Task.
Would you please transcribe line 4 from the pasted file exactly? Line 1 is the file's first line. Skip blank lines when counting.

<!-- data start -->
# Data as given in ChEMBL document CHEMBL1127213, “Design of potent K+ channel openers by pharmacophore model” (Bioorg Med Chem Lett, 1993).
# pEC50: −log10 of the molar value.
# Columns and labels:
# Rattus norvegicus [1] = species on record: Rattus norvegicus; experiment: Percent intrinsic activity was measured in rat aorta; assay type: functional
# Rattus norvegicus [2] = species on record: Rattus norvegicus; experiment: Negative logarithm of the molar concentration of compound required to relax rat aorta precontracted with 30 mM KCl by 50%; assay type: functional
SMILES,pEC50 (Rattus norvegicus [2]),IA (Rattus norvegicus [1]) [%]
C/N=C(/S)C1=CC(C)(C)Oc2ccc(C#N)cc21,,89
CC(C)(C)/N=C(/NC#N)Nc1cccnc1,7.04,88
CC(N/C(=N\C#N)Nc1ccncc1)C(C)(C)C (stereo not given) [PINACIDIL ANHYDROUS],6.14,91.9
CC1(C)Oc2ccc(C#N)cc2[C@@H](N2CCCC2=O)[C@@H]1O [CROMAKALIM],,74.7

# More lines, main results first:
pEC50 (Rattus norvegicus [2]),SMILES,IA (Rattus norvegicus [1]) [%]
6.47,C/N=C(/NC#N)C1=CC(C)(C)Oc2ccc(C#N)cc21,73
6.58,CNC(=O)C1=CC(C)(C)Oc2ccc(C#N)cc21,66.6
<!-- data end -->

# Rattus norvegicus [1] = species on record: Rattus norvegicus; experiment: Percent intrinsic activity was measured in rat aorta; assay type: functional